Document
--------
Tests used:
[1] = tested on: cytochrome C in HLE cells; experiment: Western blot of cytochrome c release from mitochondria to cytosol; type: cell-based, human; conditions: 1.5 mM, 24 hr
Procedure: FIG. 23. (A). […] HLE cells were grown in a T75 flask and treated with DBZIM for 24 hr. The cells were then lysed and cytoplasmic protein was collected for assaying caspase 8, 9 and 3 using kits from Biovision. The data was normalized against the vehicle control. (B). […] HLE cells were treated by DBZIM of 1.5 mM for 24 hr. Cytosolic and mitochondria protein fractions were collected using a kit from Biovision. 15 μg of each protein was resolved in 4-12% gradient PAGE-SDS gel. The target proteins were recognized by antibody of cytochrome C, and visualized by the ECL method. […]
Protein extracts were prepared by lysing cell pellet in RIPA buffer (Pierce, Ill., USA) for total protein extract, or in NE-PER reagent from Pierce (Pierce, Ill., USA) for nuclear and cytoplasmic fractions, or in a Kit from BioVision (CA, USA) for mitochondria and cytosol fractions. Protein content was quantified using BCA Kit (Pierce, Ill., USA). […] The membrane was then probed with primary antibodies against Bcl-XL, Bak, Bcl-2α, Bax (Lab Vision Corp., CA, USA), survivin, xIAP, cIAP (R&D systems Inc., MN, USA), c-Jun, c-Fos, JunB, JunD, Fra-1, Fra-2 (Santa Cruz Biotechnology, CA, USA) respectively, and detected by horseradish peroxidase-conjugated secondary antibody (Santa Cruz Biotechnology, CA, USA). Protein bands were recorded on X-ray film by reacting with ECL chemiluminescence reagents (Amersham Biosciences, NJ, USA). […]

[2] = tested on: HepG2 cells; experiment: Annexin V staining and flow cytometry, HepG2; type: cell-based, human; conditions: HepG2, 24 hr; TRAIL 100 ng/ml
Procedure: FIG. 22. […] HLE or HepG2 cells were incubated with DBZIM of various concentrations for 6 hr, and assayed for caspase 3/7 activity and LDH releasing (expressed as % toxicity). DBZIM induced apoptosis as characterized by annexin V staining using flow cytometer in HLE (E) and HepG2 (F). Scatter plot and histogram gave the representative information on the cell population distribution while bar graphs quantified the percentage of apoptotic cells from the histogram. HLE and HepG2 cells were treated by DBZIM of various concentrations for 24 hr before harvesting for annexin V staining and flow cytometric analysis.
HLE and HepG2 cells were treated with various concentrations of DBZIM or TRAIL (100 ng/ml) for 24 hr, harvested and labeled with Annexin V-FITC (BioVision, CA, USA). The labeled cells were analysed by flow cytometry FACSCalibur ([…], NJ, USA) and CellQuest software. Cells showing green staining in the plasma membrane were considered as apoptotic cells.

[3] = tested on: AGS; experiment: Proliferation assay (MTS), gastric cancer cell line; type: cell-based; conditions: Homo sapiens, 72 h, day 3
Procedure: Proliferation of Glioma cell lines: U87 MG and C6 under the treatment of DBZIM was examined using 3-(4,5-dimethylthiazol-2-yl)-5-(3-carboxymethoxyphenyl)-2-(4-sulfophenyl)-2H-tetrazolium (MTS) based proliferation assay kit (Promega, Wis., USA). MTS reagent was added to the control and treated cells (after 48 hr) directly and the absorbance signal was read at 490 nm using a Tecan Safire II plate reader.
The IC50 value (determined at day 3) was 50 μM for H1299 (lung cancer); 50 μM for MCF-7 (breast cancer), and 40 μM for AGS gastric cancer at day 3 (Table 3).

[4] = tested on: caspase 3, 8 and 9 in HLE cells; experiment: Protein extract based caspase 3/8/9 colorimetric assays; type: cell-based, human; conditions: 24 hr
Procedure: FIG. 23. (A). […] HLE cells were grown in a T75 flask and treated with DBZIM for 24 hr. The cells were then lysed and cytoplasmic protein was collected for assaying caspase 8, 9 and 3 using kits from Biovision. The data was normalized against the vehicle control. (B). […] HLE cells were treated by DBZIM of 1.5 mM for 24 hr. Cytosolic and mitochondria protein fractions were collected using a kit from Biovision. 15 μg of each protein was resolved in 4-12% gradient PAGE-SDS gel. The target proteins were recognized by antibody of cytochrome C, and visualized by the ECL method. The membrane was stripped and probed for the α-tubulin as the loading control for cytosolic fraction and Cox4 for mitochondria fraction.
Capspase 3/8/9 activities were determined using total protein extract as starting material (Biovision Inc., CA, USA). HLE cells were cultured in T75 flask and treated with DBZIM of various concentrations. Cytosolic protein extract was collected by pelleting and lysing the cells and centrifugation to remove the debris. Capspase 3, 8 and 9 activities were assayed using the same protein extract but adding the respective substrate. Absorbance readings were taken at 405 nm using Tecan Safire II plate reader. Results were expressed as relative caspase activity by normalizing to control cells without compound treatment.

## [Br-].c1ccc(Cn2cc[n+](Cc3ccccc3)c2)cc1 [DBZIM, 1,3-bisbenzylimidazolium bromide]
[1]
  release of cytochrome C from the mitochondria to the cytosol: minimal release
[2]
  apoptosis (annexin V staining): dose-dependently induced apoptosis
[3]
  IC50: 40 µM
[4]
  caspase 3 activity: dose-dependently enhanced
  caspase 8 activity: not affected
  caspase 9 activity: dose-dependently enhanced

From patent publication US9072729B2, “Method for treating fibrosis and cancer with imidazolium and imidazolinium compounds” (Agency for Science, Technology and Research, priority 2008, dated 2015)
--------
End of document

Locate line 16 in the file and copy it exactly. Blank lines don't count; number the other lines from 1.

  release of cytochrome C from the mitochondria to the cytosol: minimal release